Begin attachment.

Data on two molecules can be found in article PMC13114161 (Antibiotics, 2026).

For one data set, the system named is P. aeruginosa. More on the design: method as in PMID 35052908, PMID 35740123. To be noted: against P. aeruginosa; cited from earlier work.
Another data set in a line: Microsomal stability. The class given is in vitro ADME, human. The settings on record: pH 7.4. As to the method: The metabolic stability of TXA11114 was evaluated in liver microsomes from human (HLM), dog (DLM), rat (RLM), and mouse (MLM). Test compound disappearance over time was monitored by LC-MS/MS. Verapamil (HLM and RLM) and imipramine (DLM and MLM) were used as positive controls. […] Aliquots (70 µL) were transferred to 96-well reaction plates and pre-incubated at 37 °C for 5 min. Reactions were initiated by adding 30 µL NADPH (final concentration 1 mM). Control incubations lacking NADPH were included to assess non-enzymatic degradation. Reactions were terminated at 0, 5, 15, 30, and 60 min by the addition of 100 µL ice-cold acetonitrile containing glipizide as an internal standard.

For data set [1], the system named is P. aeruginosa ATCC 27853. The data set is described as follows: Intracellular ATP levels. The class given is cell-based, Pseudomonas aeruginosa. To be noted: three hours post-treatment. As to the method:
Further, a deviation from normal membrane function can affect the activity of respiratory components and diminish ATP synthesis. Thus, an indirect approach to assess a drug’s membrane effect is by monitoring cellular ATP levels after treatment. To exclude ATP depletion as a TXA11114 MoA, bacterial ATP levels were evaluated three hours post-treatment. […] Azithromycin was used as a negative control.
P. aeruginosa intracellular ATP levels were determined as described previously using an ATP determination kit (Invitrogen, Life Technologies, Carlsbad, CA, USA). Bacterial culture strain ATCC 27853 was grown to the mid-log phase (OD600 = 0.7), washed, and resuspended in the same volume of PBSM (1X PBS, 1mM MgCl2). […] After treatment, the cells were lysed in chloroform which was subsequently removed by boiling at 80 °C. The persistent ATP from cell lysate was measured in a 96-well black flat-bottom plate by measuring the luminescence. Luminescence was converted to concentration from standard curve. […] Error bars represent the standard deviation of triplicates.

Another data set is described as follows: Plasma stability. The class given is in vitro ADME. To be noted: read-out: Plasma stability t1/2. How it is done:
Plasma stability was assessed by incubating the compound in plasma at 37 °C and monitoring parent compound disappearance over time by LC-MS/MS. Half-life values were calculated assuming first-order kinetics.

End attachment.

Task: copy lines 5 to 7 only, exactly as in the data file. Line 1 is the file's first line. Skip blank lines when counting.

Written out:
Further, a deviation from normal membrane function can affect the activity of respiratory components and diminish ATP synthesis. Thus, an indirect approach to assess a drug’s membrane effect is by monitoring cellular ATP levels after treatment. To exclude ATP depletion as a TXA11114 MoA, bacterial ATP levels were evaluated three hours post-treatment. […] Azithromycin was used as a negative control.
P. aeruginosa intracellular ATP levels were determined as described previously using an ATP determination kit (Invitrogen, Life Technologies, Carlsbad, CA, USA). Bacterial culture strain ATCC 27853 was grown to the mid-log phase (OD600 = 0.7), washed, and resuspended in the same volume of PBSM (1X PBS, 1mM MgCl2). […] After treatment, the cells were lysed in chloroform which was subsequently removed by boiling at 80 °C. The persistent ATP from cell lysate was measured in a 96-well black flat-bottom plate by measuring the luminescence. Luminescence was converted to concentration from standard curve. […] Error bars represent the standard deviation of triplicates.

Another data set is described as follows: Plasma stability. The class given is in vitro ADME. To be noted: read-out: Plasma stability t1/2. How it is done: